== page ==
Pitching Horseshoes

Some of your buddies might come around
for a couple of beers and a game,
but most evenings, you pitched horseshoes

alone. I washed up the dishes
or watered the garden to the thudding
sound of the horseshoe in the pit,

or the practiced ring of metal
against metal, after the silent
arc—end over end. That last

summer you played a seamless, unscored
game against yourself, or night
falling, or coming in the house.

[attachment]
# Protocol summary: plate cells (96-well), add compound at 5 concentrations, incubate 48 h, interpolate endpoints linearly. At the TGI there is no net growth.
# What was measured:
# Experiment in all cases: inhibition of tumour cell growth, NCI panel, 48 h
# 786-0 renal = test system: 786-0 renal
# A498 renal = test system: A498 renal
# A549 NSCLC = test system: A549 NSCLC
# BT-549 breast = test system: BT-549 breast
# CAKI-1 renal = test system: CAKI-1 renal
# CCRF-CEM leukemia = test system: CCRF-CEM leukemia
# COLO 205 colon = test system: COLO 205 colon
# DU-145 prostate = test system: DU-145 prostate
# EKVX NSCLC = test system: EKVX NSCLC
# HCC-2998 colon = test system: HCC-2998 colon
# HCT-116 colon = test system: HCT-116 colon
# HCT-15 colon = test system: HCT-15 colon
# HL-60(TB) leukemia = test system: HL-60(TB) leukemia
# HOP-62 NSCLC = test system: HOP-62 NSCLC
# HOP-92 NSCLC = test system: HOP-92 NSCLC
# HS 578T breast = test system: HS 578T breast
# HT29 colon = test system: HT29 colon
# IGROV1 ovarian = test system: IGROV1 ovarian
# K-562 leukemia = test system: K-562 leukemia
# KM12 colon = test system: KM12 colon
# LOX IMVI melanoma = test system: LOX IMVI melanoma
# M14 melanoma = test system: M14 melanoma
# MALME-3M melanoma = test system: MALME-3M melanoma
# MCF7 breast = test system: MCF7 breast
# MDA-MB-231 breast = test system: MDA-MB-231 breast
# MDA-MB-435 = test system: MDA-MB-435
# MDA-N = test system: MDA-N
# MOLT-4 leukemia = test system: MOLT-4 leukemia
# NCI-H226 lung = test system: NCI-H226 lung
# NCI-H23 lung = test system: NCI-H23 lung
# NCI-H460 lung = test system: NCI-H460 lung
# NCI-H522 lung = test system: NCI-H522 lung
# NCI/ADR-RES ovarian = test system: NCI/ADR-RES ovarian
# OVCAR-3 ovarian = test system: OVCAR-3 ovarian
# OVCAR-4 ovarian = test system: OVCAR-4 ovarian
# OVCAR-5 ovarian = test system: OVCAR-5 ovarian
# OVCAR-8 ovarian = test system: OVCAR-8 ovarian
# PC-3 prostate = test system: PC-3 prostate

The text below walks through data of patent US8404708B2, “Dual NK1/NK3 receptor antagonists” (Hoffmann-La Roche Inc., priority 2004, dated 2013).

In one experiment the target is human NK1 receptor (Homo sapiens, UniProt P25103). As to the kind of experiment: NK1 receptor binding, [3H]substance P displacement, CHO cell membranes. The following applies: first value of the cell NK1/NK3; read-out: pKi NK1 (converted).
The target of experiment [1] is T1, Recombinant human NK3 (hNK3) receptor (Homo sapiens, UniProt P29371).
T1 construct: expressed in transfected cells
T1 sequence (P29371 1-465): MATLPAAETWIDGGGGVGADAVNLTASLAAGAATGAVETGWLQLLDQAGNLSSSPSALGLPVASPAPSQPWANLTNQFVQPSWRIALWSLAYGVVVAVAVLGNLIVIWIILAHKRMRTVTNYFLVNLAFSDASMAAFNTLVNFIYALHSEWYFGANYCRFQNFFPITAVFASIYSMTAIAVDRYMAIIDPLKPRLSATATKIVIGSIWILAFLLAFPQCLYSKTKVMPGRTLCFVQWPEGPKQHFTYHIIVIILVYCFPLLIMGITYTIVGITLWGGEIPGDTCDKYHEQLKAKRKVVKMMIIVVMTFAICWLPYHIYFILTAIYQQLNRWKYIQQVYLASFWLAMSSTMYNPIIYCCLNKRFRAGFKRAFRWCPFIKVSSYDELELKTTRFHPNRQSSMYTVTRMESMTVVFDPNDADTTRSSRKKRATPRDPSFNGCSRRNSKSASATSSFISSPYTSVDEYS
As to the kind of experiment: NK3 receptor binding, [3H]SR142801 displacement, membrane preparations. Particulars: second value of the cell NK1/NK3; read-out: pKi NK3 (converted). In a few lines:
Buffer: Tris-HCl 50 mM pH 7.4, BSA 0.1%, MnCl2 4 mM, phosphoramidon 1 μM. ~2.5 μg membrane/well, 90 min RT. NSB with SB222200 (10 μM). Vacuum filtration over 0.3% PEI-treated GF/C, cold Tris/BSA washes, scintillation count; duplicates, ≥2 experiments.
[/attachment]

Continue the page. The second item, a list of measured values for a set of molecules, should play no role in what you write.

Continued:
You were good at it. From the porch
I watched you become shadowless,
then featureless, until I knew

you couldn't see either, and still
the dusk rang out, your aim that easy;
between the iron stakes you had driven

into the hard earth yourself, you paced
back and forth as if there were a decision
to make, and you were the one to make it

by Claudia Emerson

Other poems of EMERSON (45)

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